On Sunday, another visit to one of our favourite places, St Abbs Head (good photos), featured many times on this blog. It’s a small village but you can vary your walks and views nearby and always see something just a bit different from the last time. We parked at the National Trust car park and walked down past the farm on our left, which had a shed full of sheep just about to lamb. We saw some lambs in a nearby field and I managed to capture them amongst some shapely reflections of the trees.
We went up the first part of the cliff top walk – going west to east – but only wanted a short walk, so we didn’t go any further. On the way back, you look across the to village of St Abbs Head, past the ragged shaped outcrop of rock (Photo below). It made me wonder whether, in a hundred or two hundred years, that rock column, sculpted by the weather, will still be there. It’s a superb view, taking in the harbour and all the houses built on the once empty cliffs above. There was only a gentle swell on the sea that day, with the waves edging slowly around the rocks, and not crashing over them as they often do.
The next photo is from an angle I don’t think I’ve taken a shot from before. It is looking back across the edge of the harbour towards the clifftop walk, with the impressive Northfield House prominent on the cliff. The rock column in the photo above is just to the top right of this photo. Behind the house on the left with the red roof, with chimneys at either end (like the house to its right), there is a wooden staircase which leads you up to the impressive St Abbs Visitor Centre, which is well worth a visit.
We walked back to the car park and, at the end of the farm buildings, I came across a trailer load of neeps – see photo below. In Scotland, we call them neeps or turnips. In England, they are called Swedes. What people in other parts of Britain call turnips, which are much smaller than neeps, we call white turnips. Around Dunbar, you will also hear people referring to Tumshies, another name for neeps/Swedes/turnips. Very confusing? For your amusement, but maybe not illumination, read this excellent Guardian article on the subject.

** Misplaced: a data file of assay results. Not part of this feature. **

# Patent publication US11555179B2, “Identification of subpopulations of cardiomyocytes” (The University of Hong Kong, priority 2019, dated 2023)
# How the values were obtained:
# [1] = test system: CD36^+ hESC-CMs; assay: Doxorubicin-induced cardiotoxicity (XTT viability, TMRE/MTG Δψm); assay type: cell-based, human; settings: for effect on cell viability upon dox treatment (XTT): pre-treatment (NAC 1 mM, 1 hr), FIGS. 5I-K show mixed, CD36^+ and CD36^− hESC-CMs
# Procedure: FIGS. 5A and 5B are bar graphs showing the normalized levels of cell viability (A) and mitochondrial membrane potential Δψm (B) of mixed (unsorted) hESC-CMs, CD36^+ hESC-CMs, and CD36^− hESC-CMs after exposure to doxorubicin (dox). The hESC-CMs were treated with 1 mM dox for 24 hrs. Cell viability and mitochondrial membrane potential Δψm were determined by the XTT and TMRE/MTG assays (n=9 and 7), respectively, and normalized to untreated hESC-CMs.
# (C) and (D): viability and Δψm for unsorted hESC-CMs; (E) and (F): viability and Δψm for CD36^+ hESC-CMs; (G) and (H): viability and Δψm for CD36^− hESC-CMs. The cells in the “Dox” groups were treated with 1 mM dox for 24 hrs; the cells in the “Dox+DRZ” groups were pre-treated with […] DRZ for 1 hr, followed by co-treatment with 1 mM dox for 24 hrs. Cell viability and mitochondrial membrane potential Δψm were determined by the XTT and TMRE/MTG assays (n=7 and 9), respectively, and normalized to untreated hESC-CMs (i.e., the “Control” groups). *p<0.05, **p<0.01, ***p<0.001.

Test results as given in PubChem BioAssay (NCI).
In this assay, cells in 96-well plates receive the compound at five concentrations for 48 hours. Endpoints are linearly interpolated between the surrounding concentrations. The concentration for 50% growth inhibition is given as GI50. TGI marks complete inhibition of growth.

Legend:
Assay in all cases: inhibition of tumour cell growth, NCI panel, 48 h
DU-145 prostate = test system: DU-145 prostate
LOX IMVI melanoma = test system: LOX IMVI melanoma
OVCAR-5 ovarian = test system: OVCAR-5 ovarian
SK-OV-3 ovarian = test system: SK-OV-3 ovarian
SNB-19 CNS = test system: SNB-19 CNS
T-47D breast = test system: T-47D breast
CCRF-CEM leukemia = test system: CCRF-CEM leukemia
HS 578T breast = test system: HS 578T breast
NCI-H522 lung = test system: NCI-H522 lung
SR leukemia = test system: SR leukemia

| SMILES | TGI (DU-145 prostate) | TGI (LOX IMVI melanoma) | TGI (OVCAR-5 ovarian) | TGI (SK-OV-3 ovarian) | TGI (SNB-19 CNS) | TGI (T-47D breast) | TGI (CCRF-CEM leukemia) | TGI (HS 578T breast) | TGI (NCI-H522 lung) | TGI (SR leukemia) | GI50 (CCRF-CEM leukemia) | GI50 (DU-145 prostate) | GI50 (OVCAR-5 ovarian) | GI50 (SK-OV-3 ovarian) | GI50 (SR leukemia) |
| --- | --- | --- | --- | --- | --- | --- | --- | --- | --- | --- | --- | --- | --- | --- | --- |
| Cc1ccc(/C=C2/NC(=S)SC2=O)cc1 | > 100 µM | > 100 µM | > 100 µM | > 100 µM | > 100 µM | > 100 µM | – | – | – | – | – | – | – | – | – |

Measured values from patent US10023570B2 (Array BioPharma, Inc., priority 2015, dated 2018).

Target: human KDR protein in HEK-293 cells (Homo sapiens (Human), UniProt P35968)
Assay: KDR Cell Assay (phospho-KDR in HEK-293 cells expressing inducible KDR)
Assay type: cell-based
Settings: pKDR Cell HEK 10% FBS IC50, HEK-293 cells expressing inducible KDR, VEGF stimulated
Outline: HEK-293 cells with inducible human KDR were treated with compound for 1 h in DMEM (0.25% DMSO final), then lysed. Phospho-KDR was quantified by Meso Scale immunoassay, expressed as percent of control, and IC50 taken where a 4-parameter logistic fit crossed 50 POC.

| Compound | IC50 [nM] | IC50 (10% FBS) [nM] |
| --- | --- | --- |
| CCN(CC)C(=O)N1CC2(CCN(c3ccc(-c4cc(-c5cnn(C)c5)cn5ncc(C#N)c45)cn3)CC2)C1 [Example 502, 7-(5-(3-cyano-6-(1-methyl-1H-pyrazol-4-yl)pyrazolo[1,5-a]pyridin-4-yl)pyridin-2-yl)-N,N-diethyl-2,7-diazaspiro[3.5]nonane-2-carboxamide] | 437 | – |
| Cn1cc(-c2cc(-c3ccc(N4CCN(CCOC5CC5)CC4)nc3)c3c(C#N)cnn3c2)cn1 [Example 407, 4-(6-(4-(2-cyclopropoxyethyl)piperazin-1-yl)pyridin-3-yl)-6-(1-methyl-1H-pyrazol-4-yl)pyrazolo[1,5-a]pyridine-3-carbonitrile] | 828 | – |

And so to the second reflection on Spring flowers. In many towns in Scotland, councils in recent years have greatly expanded the planting of Spring flowers and it is not unusual to see great swathes of bright yellow and white crocuses at the entrance to these towns. Councils also planted thousand of daffodils and it is they which now take centre stage, as the crocuses have faded. There is something uplifting about seeing large groups of daffodils and I think Wordsworth had something to say on the topic in two versions (see website). I took a photo of daffodils on a banking at The Glebe in Dunbar. This small park overlooks the sea and the harbour entrance. The photo looks towards the remains of Dunbar Castle(good photos).
My aim every year is to take very clear close-up photos of flowers, to get to the heart of them and look at them as abstract shapes as well as attractive flowers. In the first photo below, I took two contrasting daffodils, one with white petals and one with yellow petals. They are both enchanting flowers but maybe the white petals emphasise the yellow, choir boys’ ruff of the flower’s centre more. Both have delicate stigma which thrust out to attract the pollen seekers. They are like mini corn on the cob with extensions.
In the final photo, I like the delicate folds in the prawn cracker petals and the ragged edge of the flower is similar to the rock face above at St Abbs. Also, the colour in the flower is not uniformly yellow but contains various shades, making it even more attractive.